January 21, 2016

Snow! Bankruptcy Listicles! Borgata Debt and More, in today’s Roundup

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NJ.com’s Brent Johnson has a listicle on things you should know about the possible bankruptcy being floated by Atlantic City officials. Foremost being: They need the state’s permission to declare it. “The last time a New Jersey municipality declared bankruptcy was Fort Lee in 1932 — in the middle of the Great Depression.”

Friendly reminder, the Press of A.C.’s John Santore was reporting Gov. Christie might use a PILOT veto to force regionalization of the A.C. Police Department and privatization of other city agencies, back in November.

Meanwhile the Press’s Reuben Kramer reports on the $168 million the city owes the Borgata after the casino successfully appealed its property taxes. Mayor Don Guardian yesterday “floated two potential paths to resolution” of this debt, neither particularly appealing to the executive jobs-creators who brought you such innovations as the Borgata Babe.

Longtime South Jersey high school football coach Vince McAneney has died, the Courier-Post reports. McAneney coached for 36 seasons at a number of schools around the Delaware Valley.

NJ Spotlight has a Q&A with the director of the NJ Farm Bureau, Peter Furey, who told the ‘light that, “the cost and availability of seasonal labor” was the biggest “struggle” for the state’s farmers.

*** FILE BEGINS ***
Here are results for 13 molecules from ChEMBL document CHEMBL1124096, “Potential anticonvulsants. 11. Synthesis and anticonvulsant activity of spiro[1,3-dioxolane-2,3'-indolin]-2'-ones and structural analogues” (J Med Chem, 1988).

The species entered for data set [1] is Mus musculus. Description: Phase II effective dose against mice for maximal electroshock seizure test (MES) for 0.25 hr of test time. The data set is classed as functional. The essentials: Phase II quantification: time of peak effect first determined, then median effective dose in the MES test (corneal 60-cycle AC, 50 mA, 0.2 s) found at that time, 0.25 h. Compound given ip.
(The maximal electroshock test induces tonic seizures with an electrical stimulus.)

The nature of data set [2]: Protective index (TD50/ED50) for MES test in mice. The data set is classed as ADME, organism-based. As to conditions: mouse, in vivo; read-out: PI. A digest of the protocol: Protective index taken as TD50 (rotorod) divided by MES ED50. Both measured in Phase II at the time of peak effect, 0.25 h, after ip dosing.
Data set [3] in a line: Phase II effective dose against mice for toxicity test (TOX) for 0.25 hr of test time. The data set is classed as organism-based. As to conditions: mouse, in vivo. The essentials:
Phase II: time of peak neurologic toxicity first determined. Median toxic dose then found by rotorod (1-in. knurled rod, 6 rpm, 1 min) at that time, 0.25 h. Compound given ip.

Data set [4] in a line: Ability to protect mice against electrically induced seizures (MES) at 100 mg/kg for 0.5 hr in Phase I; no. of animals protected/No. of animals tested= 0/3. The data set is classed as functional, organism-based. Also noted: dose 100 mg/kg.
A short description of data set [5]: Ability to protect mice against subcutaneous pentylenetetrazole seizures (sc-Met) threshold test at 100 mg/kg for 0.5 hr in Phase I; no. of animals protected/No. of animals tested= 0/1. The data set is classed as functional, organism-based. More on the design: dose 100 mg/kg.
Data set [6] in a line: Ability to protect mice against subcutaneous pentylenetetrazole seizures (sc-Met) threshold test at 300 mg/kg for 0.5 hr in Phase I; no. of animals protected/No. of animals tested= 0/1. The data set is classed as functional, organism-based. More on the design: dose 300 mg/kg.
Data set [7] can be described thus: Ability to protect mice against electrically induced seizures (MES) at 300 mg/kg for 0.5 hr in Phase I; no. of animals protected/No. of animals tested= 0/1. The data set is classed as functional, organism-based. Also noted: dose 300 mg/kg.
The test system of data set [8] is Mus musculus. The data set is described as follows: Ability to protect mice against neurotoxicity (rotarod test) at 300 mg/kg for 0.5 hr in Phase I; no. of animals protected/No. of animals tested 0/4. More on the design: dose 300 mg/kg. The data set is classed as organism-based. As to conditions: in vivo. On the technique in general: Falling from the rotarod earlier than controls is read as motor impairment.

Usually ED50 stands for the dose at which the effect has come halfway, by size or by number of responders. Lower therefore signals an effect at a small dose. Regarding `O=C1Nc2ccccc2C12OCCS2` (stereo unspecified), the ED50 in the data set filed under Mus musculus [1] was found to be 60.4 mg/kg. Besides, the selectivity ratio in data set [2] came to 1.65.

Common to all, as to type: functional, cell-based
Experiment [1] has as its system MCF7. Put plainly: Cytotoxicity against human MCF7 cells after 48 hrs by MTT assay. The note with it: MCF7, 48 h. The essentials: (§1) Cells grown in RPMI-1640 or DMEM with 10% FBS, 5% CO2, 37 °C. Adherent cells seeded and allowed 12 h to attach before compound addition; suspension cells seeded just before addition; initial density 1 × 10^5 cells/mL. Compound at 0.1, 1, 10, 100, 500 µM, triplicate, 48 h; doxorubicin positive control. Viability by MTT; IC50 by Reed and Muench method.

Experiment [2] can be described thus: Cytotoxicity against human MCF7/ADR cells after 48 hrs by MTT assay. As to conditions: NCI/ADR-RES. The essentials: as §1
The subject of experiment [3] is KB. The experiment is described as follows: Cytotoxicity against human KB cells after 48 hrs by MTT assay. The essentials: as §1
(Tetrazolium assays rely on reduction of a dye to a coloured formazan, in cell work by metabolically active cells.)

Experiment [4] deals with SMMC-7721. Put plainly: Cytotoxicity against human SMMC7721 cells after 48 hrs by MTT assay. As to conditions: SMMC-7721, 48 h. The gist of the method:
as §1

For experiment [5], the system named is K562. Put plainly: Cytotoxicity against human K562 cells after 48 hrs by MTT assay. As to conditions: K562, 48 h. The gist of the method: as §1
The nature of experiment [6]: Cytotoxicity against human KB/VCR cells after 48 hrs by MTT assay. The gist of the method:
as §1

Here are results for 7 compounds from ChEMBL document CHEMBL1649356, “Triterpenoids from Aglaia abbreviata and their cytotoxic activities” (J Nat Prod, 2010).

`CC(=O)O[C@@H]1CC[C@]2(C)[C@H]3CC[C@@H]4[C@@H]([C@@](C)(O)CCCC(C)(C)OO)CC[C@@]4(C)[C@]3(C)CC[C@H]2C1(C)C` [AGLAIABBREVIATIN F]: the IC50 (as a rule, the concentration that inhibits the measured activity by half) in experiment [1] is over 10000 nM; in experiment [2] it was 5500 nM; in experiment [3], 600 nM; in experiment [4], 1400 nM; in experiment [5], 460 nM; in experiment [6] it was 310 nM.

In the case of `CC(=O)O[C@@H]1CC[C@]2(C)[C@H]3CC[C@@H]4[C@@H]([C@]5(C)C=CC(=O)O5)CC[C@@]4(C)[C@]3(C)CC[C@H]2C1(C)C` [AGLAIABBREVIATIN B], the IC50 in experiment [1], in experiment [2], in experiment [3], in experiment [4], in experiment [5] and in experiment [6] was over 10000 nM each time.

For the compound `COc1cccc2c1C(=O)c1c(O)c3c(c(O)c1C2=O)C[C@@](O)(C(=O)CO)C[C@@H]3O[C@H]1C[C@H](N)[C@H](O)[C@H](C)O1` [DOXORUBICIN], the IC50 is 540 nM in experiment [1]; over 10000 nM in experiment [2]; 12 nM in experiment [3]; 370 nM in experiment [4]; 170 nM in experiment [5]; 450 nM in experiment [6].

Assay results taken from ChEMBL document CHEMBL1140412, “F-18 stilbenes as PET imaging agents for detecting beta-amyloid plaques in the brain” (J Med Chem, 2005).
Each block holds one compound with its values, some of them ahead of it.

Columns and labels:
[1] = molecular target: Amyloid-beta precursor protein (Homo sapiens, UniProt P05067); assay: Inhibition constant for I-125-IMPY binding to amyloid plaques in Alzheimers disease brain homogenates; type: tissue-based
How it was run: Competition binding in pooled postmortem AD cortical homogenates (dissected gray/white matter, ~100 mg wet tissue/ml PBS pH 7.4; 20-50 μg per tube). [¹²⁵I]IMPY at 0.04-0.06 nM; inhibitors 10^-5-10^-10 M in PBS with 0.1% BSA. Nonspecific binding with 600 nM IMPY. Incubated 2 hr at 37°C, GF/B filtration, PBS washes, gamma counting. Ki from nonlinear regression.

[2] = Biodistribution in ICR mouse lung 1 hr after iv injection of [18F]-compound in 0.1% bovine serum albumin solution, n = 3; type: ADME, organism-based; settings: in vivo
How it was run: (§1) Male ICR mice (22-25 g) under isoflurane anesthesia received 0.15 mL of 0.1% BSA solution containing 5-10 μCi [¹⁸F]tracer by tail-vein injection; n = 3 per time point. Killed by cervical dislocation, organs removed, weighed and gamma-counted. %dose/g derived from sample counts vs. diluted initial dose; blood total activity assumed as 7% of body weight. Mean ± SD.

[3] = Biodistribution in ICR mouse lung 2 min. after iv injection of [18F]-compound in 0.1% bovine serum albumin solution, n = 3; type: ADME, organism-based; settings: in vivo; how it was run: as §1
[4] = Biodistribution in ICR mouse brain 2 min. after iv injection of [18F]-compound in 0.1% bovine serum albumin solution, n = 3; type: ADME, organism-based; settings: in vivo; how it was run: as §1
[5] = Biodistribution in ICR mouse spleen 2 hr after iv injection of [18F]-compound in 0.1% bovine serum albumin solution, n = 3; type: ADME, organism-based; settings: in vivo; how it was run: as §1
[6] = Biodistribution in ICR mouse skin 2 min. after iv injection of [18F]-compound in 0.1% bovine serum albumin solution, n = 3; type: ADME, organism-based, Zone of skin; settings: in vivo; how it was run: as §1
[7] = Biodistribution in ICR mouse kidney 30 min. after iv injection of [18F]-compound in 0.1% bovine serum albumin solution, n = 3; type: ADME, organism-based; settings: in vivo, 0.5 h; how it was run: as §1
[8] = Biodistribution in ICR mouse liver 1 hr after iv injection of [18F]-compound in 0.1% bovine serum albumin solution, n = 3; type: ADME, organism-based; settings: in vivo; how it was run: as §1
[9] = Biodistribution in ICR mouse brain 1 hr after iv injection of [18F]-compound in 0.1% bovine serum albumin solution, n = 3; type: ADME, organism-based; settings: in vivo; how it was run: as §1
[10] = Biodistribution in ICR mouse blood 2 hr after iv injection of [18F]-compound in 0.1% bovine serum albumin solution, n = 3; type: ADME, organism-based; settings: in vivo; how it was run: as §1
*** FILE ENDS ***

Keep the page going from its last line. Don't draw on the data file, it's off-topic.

Bob Patterson enters the race for NJ’s first congressional district. PolitickerNJ nicely analyzes.

Apparently it’s going to snow. Maybe? We’ve been over this.

Big high school basketball tournament at Holy Spirit this weekend. Games run noon to 7pm Saturday and Sunday. The legendary Tom Williams reports. Admission’s six dollars.

A Woowich man was sentenced to six years in prison for running a Ponzi scheme. Distressed homes, real estate fraud, etc. Jeff Blumenthal of the Philadelphia Business Journal reports.

Quail! They’re apparently all over South Jersey. Or soon will be, after a reintroduction project that began last April. Numbers had fallen off dramatically from the 1960s through the beginning of this decade.

And 59% of New Jerseyans questioned said they would support (subscription) a constitutional amendment to require quarterly pension payments by the state, according to a Fairleigh Dickinson University PublicMind poll. Himself (Chris Christie) devoted a goodly chunk of the State of the State speech to criticizing such payments.

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